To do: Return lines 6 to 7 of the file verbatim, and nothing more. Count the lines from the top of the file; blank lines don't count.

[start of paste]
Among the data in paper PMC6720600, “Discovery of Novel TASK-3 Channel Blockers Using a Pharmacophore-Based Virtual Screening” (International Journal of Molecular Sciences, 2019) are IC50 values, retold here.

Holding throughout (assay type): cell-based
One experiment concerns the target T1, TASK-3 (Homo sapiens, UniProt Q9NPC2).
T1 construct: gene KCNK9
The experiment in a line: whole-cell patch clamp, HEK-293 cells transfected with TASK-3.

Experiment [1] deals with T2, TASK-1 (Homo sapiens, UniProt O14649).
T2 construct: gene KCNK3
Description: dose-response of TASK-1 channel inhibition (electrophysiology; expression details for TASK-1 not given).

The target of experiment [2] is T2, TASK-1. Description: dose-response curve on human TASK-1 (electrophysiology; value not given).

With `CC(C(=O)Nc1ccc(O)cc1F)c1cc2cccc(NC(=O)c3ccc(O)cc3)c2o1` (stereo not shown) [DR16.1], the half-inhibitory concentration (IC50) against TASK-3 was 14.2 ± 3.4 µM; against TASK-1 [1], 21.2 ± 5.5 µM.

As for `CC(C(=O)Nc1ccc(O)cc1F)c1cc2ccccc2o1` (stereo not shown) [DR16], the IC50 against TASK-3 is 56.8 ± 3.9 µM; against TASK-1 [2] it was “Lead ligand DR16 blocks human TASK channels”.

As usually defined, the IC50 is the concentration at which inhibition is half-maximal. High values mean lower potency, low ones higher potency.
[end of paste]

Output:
Experiment [1] deals with T2, TASK-1 (Homo sapiens, UniProt O14649).
T2 construct: gene KCNK3